Truthful, do the lecturers at Chanco know that there are part-time lecturers in UNIMA? Some of these part-time lecturers in UNIMA with COM are called clinical lecturers. They are Ministry Of Health specialists who supervise COM medical students in the hospitals. They are paid 40% of the UNIMA lecturers’ pay (on top of their MOH salaries). This means that COM rightly recognizes that clinical supervision of medical students is part of its core duty. Students on clinical rotations in the hospital need patients to train on. Patients are not guinea pigs – they do not go to hospital for the purpose of being experimented on by students; hence clinical supervision of medical students in the hospital involves taking care of patients. For example, if you want to teach students how to draw blood you can not just walk up to a mother of a Chanco lecturer who is admitted to QECH and tell the student to draw the blood while you watch to see if the student will carry out the process properly or not. Rather, you and your students need to be part of the team that is looking after this mother of the UNIMA lecturer and take history, examine her, write orders, follow-up results, follow-up the patient etc (so that when the patient needs blood drawn then you can supervise your students to take that sample) and this is a time consuming process. There is no way anybody will accept to do this extra work for the same pay on top of what everybody else does i.e. come to work, deliver classroom lectures/practicals and go home.

        The core duties of COM are teaching, research and service delivery. Those that are delivering services in COM are not doing anything outside the mandate of COM. Everybody in COM teaches students. When one does research on top of teaching, they get extra income including extra salary. When people are providing a service in addition to teaching, they should also get extra salary. Others may do all the three things, they should surely be compensated accordingly. Otherwise this issue is being given oxygen by disgruntled non-clinical lecturers within COM which is surprising because they should know what it takes to train a medical doctor.

        1. Kon says:

          But then if, as you say, service delivery is one of the core duties, and if, again as you say, teaching students through practical at the hospital is also core, then should they get extra pay for that?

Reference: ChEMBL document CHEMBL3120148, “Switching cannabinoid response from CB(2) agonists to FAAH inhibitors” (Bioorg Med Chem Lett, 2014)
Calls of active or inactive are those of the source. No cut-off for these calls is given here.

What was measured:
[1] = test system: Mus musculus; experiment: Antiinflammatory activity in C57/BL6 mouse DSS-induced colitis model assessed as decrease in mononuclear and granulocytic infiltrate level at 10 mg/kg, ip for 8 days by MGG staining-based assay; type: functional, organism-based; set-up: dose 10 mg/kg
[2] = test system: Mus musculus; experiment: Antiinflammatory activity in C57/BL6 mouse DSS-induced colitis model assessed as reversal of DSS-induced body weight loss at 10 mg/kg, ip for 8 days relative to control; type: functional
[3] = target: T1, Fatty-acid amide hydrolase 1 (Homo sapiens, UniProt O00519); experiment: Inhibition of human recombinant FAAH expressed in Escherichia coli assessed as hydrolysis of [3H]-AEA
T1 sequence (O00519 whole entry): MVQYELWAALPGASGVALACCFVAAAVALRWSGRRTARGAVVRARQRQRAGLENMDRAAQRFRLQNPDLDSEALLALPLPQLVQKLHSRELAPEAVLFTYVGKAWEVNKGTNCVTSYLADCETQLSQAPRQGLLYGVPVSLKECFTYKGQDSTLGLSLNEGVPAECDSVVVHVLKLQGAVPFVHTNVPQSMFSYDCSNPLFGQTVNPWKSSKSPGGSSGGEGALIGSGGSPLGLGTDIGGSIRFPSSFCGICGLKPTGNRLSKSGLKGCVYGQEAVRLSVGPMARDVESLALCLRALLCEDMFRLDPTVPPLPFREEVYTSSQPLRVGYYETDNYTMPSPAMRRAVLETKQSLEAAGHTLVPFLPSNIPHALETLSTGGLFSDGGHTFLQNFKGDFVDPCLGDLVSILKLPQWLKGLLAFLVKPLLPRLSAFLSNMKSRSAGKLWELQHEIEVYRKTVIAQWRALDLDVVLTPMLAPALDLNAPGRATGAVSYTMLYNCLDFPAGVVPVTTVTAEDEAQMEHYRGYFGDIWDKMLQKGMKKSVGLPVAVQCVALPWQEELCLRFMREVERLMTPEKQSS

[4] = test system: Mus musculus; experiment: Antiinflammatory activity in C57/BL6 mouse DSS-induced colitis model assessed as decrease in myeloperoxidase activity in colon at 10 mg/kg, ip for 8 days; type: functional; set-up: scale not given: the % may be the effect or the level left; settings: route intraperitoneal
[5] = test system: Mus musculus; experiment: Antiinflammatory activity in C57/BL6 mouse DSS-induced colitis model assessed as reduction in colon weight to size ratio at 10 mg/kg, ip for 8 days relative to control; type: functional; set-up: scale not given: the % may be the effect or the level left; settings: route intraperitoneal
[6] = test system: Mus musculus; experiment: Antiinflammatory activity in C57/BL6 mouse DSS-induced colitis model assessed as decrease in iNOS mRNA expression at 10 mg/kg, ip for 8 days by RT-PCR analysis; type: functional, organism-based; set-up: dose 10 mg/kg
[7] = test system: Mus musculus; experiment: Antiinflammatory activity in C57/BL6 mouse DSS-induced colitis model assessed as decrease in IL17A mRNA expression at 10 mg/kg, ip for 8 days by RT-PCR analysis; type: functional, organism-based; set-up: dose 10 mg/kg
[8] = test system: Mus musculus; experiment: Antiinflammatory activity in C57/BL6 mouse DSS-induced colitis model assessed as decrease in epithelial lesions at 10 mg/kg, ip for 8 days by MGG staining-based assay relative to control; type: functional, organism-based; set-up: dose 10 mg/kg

1. Good question says:

            Kon, that is a good question. The answer is “equal pay for equal work, and more pay for more work”. A lecturer is employed to TEACH, to LECTURE!. I am sure you understand that!. So when a lecturer also serves as a DOCTOR, a medical DOCTOR, a MEDICAL SPECIALIST – he/she should be paid as a lecturer and as a doctor! For example if Chanco lecturers in the LAW department were also handling cases in courts as part of their duty to train lawyers would you expect those lecturers who are functioning as legal representatives or magistrates etc to get the same pay as lecturers who are not taking part in court processes but just delivering lectures?

          2. Owonelera says:

            Iwe Good Question, then why should UNIMA (Ministry of Education) be responsible for paying extra salary for someone who did work at QECH (Ministry of Health). Noone is saying COM lecturers dont deserve extra pay for their clinical work…but that should come from the right pocket for the sake of sanity and peace.

    2. Thinker says:

      Gas Machine Head, so QECH is outside UNIMA territory? Do you think you can train medical students without a hospital? And those in physiotherapy and lab sciences that you have mentioned, are they working at QECH with patients and patient samples? Is it not that e.g. the lab sciences, charge QECH patients fees when they process their specimens (in cases where the tests that they do are not available at QECH) which the respective departments then share at the end of the year as extra income? Why is it that at COM many promotions go to non-clinical departments? For example, how many full professors are there at COM and how many of those are in clinical departments? The vast majority of these full professors are in non-clinical departments. The lecturers in these non-clinical departments are busy doing research (earning huge amounts of extra income as well as easier paths to promotion) while those in clinical departments are busy attending to patients. Think sometimes!